"Sunshine, a light which, for want of a better word I can only call yellow — pale sulphur yellow, pale lemon, gold. How beautiful yellow is! "
Vincent Van gogh
Letters to his brother Theo (1872-1890), Arles, August 1888

“Nobody walks in L.A.” This is what I was ironically told when arriving at the California Institute of the Arts in 2007. As a foreigner without a car, I had to walk anyways, trying to understand the city of Los Angeles from its limits in Valencia. Every day I crossed a bridge over Highway 5 and each time I stopped to watch the passing cars and trucks. The bright yellow line painted on the concrete of the road fascinated me: its color and its brightness were a sample of the California sun, a piece of the Golden state.

This yellow line made me discover the city: it brought me to the California Transportation "Striping Crew". I followed them while they poured miles of yellow paint onto the concrete of Los Angeles. With them I got to know the biggest and most congested network of freeways in the United States, and built my understanding of Los Angeles, a gigantic city where people meet everyday, but at 60 miles per hour on the freeways. Millions of cars per day, from which 75% drive alone, despite traffic and smog.

In this setup, The Stripers, being the warrants of the security of the traveling public, maintain the functioning of the whole city. I shadowed them over the years, and gathered collateral materials of their paintings: canvases used to empty the totes and clean spray guns, miles of lines captured on tape, repeated gestures of an endless task, very similar to that of a painter.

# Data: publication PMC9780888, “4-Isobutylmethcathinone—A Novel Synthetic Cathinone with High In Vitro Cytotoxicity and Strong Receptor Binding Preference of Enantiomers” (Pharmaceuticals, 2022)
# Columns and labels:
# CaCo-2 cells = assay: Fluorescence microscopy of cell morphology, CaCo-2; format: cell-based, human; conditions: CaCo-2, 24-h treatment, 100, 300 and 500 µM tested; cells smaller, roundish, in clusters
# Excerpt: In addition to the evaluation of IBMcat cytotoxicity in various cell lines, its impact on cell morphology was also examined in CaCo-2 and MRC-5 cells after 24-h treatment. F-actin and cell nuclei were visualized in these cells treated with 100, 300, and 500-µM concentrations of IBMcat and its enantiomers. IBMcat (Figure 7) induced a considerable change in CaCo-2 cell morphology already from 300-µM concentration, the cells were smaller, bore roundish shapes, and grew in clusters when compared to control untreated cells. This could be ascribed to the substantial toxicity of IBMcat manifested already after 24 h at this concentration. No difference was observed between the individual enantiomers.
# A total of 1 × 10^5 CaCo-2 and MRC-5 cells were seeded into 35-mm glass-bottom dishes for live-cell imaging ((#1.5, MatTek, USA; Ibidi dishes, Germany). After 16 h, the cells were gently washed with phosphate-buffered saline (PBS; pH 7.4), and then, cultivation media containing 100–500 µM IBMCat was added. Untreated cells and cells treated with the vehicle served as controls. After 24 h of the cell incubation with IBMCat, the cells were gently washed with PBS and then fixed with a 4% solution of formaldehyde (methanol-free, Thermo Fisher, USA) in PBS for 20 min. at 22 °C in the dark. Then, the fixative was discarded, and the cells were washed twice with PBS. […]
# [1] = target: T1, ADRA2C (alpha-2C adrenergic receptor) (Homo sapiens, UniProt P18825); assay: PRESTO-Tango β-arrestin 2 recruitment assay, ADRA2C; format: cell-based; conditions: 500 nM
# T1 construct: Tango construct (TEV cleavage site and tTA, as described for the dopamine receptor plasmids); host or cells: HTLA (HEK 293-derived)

With this material, I made a documentary film and multi-channel video installation. I used the yellow lines, an ubiquitous element of our daily life, as a starting point for reflection about our urban environment, our ways of using and dividing space.

Despite all of California’s environmental efforts, the need for massive transportation is an increasingly important issue, but I am interested in how this transportation system can sometimes generate an amazingly rich and interesting material, almost by accident.

The Canvases, bringing us back to American abstract expressionism, are strikingly powerful paintings once framed. The glass beads originally needed to reflect the car lights give here more depth and luminance to the projected paint. The endless hypnotic movement of the videos brings the viewer to a light trance, like a reminding of a past travel, a visual leitmotiv seen so many times but never noticed.

Bringing the audience to look at elements of their own environment trough my eyes, the fascinated eyes of a foreigner discovering Los Angeles for the first time. I hope to feed the debate of transportation with a playful reflection on Art, framing the simultaneously mundane, beautiful, and epic nature of the yellow linear labor.

Simon Rouby